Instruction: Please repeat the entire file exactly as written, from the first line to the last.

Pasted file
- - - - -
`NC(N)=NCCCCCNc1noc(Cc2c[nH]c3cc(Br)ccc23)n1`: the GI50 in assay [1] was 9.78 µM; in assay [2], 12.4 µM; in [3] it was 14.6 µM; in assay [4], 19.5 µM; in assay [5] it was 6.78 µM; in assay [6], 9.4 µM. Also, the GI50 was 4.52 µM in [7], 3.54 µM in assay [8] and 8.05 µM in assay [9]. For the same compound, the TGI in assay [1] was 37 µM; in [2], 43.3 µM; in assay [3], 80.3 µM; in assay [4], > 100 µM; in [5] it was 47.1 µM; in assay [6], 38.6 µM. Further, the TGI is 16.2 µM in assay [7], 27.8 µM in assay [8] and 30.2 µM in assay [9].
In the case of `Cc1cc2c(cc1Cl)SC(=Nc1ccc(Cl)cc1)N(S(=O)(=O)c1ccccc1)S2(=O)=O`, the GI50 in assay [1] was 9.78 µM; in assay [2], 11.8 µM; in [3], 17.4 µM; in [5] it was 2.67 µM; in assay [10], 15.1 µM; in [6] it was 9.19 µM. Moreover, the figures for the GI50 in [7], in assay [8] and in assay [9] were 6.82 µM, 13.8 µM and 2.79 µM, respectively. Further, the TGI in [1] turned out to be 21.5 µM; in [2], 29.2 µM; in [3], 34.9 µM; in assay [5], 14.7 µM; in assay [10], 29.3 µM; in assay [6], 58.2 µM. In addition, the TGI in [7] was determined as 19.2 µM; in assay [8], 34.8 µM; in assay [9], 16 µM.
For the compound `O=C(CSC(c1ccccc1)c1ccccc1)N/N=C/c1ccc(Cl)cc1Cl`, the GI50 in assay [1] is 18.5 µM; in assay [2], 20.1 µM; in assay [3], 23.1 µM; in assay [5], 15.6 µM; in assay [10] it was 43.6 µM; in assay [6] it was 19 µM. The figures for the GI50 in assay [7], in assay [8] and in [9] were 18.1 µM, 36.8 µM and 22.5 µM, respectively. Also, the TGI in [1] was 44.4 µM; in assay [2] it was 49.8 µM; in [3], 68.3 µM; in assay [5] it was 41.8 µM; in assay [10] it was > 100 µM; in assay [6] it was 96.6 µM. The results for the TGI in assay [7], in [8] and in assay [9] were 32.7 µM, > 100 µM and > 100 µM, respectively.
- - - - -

`NC(N)=NCCCCCNc1noc(Cc2c[nH]c3cc(Br)ccc23)n1`: the GI50 in assay [1] was 9.78 µM; in assay [2], 12.4 µM; in [3] it was 14.6 µM; in assay [4], 19.5 µM; in assay [5] it was 6.78 µM; in assay [6], 9.4 µM. Also, the GI50 was 4.52 µM in [7], 3.54 µM in assay [8] and 8.05 µM in assay [9]. For the same compound, the TGI in assay [1] was 37 µM; in [2], 43.3 µM; in assay [3], 80.3 µM; in assay [4], > 100 µM; in [5] it was 47.1 µM; in assay [6], 38.6 µM. Further, the TGI is 16.2 µM in assay [7], 27.8 µM in assay [8] and 30.2 µM in assay [9].
In the case of `Cc1cc2c(cc1Cl)SC(=Nc1ccc(Cl)cc1)N(S(=O)(=O)c1ccccc1)S2(=O)=O`, the GI50 in assay [1] was 9.78 µM; in assay [2], 11.8 µM; in [3], 17.4 µM; in [5] it was 2.67 µM; in assay [10], 15.1 µM; in [6] it was 9.19 µM. Moreover, the figures for the GI50 in [7], in assay [8] and in assay [9] were 6.82 µM, 13.8 µM and 2.79 µM, respectively. Further, the TGI in [1] turned out to be 21.5 µM; in [2], 29.2 µM; in [3], 34.9 µM; in assay [5], 14.7 µM; in assay [10], 29.3 µM; in assay [6], 58.2 µM. In addition, the TGI in [7] was determined as 19.2 µM; in assay [8], 34.8 µM; in assay [9], 16 µM.
For the compound `O=C(CSC(c1ccccc1)c1ccccc1)N/N=C/c1ccc(Cl)cc1Cl`, the GI50 in assay [1] is 18.5 µM; in assay [2], 20.1 µM; in assay [3], 23.1 µM; in assay [5], 15.6 µM; in assay [10] it was 43.6 µM; in assay [6] it was 19 µM. The figures for the GI50 in assay [7], in assay [8] and in [9] were 18.1 µM, 36.8 µM and 22.5 µM, respectively. Also, the TGI in [1] was 44.4 µM; in assay [2] it was 49.8 µM; in [3], 68.3 µM; in assay [5] it was 41.8 µM; in assay [10] it was > 100 µM; in assay [6] it was 96.6 µM. The results for the TGI in assay [7], in [8] and in assay [9] were 32.7 µM, > 100 µM and > 100 µM, respectively.